Important Information about Estate Probate Process
Whilst a person is still living, they have a legal right to own property in their name. In addition, while they are alive, they are free to distribute or dispose their property as they wish. Upon death, a person loses their right to own any property. Nonetheless, the law provides that such property can be passed to the deceased beneficiary. There is a laid down court procedure that oversees the allocation of a deceased property. When the court process commences, this is referred to as estate probate while the property in question are called probate assets. All assets of a deceased person are probate assets whether the deceased died testate or intestate. A Will guides the court on how to distribute the estate of the deceased but does not exempt the assets from probate.
With an exception of a few of the deceased assets all assets must go through a court process before they are distributed. An asset that is legally distributed in an out of court process it is known as a none probate asset. This pieces of property are contractual properties entered into while the deceased was still alive and are guided by the law of contract. A good example is property that is in a Trust Fund, life insurance benefits, retirement benefits and IRA benefits. Another category of none probate assets is joint property that have a clause of right of survivorship. When one of the parties passes on, the property is automatically passed to the surviving party. The estate probate process is in place to protect the interest of some beneficiaries who may be disinherited or creditors to the deceased. A person’s estate must first settle all his or her debts before being distributed to the deceased beneficiaries. The surviving beneficiaries can legally challenge a Will if they believe they have been disinherited.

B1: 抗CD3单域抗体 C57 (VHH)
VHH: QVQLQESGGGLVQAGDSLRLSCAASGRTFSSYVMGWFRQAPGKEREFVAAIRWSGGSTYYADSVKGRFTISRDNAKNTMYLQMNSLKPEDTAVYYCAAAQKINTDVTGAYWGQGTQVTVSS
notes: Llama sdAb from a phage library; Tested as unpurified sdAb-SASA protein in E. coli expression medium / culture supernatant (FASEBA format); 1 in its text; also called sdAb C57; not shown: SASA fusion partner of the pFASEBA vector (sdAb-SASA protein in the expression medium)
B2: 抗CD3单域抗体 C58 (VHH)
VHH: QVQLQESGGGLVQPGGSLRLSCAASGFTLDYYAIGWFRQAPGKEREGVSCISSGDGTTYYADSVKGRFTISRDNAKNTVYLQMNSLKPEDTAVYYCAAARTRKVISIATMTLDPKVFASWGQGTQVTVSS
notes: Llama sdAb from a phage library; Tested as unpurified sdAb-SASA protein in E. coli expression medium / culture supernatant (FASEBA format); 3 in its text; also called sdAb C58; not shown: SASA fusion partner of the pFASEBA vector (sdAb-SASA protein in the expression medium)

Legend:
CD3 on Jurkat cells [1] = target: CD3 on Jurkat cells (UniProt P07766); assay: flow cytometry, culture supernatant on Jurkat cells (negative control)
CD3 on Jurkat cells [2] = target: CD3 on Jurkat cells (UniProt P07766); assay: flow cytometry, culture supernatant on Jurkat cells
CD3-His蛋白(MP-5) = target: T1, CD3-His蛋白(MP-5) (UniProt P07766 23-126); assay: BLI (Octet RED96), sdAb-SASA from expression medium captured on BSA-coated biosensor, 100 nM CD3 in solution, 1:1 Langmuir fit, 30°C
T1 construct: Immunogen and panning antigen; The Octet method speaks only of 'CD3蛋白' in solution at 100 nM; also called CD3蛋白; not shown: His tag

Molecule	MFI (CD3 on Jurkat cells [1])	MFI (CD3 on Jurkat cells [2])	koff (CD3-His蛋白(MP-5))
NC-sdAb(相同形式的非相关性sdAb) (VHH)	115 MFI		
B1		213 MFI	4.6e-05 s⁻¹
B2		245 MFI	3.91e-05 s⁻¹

Due to the complexity of applying for probate, it is advisable for the beneficiaries to hire a reputable probate practitioner. This expert is also equipped to locate any missing property or missing beneficiaries. In the event that the Will in question is disputed, the parties involved should brace themselves for delays in completing the probate application process. Phase one of probate application is completing relevant paperwork. The applicant should then put in order the documents that need to be attached on the form. This include, the original Will, two copies of the said Will and the death certificate. The probate registry further expects the applicant to appear in person to swear an oath. The probate office usually require the applicant to take an oath to the fact that they have presented authentic documents. Like any other oath, the probate oath is administered by the commissioner of oaths. Thereafter the applicant will be issued a grant.